AuthorAl-Kasasbeh, Saleh Salameh
AdvisorGibson, Loy James
MetadataShow full item record
PublisherThe University of Arizona.
RightsCopyright © is held by the author. Digital access to this material is made possible by the University Libraries, University of Arizona. Further transmission, reproduction or presentation (such as public display or performance) of protected items is prohibited except with permission of the author.
AbstractAgricultural settlement projects have been the main Jordanian strategy to settle the nomads. This study focuses on one example of this strategy, namely the Qatrana projects. The main objectives of this study are to analyze the traditional socio-economic aspects of the Qatrana people, spontaneous settlement and changes which have experienced by them, the Jordanian policy to settle the nomads, and the achievements of the Qatrana settlement projects to the planned governmental goals and the settlers' objectives. Major findings of the study are that: (1) traditional nomads in Qatrana were adaptive to their arid environment in terms of their socio-economic way of life. (2) in Qatrana, the traditional nomadic way of life is diminishing, and the number of nomads is declining because they are vulnerable to the recent forces of change. (3) Jordan's official strategy to settle the nomads has been to encourage them to settle on the basis of agricultural projects and social services provided at these projects. This strategy has been carried out within the general policy of national development. To determine the achievements of settlement projects in Jordan, interview schedules in Qatrana were conducted by the writer with 66 settlers, representing all the families in the projects and 50 households of the squatters. Results of the survey showed that the governmental goals in terms of creating a reserve fodder for the animals in the area and for sheep fattening, and alleviating pressure put on the natural range have failed. The governmental goals to settle the nomads and improve their living conditions, which coincides with the settlers' goals to settle, have succeeded in social equity terms, but not in economic efficiency terms. The majority of Qatrana nomads were settled in fixed houses, received title to the lands, enjoyed better living conditions, social services and greater income. These achievements have been of high governmental costs. It seems that settling the Jordanian nomads on the basis of livestock and range management strategy would develop the nomadic sector in Jordan with less costs than the agricultural strategy.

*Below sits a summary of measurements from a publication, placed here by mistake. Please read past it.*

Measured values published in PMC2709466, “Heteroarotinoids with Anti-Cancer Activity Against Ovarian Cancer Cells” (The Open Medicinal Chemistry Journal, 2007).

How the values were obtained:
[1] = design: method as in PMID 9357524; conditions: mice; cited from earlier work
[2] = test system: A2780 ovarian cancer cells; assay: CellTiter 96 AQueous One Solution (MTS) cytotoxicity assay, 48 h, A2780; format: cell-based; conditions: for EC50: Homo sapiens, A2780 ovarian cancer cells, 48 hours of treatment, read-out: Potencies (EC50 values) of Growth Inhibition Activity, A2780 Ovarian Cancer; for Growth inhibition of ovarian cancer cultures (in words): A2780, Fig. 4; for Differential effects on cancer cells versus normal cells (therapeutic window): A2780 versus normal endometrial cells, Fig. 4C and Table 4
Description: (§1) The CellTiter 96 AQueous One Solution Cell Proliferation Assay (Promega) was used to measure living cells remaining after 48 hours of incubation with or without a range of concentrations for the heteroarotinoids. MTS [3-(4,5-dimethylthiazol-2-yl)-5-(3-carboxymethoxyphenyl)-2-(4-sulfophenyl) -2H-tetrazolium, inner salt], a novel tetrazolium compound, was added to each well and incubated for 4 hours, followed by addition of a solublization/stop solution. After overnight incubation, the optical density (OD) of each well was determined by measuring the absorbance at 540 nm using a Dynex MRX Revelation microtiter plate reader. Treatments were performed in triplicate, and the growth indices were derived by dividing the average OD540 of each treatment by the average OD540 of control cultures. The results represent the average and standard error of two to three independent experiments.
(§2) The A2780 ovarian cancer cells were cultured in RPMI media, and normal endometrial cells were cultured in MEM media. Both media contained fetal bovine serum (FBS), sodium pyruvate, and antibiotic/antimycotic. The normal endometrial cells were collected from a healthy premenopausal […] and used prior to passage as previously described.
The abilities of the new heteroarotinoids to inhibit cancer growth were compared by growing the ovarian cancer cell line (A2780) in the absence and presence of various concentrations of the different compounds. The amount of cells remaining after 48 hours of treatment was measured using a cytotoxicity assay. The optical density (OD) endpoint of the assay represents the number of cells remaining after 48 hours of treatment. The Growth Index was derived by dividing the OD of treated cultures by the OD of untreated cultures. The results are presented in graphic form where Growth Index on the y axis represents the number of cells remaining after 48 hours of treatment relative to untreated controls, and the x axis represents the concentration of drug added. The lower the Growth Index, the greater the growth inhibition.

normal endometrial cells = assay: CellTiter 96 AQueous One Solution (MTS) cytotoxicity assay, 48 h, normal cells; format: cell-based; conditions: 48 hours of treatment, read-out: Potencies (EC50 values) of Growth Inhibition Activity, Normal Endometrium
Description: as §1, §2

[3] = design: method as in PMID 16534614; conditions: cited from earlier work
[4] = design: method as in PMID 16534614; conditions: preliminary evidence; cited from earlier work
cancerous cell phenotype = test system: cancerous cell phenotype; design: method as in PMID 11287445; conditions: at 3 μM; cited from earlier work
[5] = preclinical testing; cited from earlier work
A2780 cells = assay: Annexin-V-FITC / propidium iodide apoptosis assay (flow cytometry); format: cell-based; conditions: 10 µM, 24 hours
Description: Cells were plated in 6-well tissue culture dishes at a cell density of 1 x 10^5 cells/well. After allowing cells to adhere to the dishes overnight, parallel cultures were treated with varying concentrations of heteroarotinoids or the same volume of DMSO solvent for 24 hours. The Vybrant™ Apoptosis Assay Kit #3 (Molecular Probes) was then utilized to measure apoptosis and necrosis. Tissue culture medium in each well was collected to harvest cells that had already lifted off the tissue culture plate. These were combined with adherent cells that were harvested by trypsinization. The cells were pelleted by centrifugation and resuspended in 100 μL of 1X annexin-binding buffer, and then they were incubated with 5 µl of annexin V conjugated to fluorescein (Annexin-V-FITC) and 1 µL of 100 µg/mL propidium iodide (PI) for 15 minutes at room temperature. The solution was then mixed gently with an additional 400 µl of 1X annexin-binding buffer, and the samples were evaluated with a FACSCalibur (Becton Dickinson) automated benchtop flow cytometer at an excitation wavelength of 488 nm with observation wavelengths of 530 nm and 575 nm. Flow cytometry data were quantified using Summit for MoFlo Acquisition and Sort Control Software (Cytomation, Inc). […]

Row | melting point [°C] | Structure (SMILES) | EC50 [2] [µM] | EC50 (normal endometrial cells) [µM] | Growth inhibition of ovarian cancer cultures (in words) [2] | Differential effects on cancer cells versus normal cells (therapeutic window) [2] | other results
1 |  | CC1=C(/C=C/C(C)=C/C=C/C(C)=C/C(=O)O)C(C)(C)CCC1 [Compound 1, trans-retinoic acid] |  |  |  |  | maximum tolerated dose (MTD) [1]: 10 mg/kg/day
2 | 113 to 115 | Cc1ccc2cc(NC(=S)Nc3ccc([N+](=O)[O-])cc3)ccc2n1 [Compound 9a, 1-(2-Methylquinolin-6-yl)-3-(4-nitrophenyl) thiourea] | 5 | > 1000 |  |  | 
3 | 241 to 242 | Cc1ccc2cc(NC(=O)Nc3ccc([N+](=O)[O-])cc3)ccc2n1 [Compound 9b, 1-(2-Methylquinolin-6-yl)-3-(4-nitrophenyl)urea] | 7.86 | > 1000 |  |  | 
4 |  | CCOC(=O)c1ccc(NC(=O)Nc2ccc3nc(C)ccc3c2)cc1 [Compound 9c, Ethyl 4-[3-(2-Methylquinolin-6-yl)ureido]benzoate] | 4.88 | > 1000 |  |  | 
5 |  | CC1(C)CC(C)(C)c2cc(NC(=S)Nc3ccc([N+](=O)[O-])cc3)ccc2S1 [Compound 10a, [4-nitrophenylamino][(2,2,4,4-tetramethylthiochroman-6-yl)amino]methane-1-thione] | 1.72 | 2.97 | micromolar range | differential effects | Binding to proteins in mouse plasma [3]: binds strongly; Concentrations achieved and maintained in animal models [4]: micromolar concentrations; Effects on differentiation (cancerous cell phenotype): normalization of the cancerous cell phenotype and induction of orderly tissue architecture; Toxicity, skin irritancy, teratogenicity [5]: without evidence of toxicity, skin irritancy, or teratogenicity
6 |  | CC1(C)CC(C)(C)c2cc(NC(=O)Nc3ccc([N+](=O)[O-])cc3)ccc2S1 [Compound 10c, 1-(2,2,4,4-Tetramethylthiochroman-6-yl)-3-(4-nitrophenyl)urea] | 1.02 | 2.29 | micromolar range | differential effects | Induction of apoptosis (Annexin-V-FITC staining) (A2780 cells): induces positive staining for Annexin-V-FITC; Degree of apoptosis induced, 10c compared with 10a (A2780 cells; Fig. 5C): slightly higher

Degree ProgramGeography and Regional Development